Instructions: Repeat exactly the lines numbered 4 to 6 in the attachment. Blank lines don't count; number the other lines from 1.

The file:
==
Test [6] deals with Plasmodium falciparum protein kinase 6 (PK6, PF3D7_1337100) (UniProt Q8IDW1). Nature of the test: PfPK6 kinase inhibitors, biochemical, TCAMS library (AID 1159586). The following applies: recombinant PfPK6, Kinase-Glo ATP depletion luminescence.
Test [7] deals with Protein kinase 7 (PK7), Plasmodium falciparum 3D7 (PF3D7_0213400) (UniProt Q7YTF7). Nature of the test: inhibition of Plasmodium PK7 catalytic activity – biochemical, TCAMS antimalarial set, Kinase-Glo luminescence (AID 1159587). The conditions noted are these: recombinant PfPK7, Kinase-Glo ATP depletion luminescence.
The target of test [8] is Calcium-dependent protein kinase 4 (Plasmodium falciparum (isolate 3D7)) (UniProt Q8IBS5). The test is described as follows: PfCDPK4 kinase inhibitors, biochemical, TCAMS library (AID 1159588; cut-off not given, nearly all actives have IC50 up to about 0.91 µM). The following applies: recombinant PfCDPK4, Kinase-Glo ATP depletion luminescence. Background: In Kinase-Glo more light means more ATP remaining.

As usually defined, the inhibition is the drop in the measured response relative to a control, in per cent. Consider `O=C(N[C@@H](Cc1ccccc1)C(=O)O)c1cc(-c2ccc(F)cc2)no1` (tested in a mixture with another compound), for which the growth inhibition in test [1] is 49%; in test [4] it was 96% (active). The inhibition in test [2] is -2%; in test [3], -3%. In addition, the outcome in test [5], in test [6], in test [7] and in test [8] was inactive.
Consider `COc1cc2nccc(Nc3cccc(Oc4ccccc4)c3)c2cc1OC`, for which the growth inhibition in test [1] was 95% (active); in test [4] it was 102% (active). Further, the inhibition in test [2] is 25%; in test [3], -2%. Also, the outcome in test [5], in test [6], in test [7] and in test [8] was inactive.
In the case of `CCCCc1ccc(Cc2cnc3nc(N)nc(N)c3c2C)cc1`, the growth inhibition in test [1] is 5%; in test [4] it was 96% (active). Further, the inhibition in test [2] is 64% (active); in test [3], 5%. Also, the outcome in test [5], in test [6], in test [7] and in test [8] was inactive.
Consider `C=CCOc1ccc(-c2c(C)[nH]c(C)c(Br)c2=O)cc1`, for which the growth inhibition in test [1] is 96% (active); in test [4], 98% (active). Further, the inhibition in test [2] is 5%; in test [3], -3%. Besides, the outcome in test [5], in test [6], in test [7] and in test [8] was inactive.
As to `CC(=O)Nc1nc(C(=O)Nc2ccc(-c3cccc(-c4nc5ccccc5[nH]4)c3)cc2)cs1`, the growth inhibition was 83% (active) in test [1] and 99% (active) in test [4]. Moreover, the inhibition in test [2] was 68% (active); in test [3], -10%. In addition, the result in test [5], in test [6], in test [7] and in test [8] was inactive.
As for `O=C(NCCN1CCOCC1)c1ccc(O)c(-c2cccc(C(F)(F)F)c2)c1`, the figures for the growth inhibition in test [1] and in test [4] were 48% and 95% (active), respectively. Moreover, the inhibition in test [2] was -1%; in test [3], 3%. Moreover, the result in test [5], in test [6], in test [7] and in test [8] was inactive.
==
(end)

As usually defined, the inhibition is the drop in the measured response relative to a control, in per cent. Consider `O=C(N[C@@H](Cc1ccccc1)C(=O)O)c1cc(-c2ccc(F)cc2)no1` (tested in a mixture with another compound), for which the growth inhibition in test [1] is 49%; in test [4] it was 96% (active). The inhibition in test [2] is -2%; in test [3], -3%. In addition, the outcome in test [5], in test [6], in test [7] and in test [8] was inactive.
Consider `COc1cc2nccc(Nc3cccc(Oc4ccccc4)c3)c2cc1OC`, for which the growth inhibition in test [1] was 95% (active); in test [4] it was 102% (active). Further, the inhibition in test [2] is 25%; in test [3], -2%. Also, the outcome in test [5], in test [6], in test [7] and in test [8] was inactive.
In the case of `CCCCc1ccc(Cc2cnc3nc(N)nc(N)c3c2C)cc1`, the growth inhibition in test [1] is 5%; in test [4] it was 96% (active). Further, the inhibition in test [2] is 64% (active); in test [3], 5%. Also, the outcome in test [5], in test [6], in test [7] and in test [8] was inactive.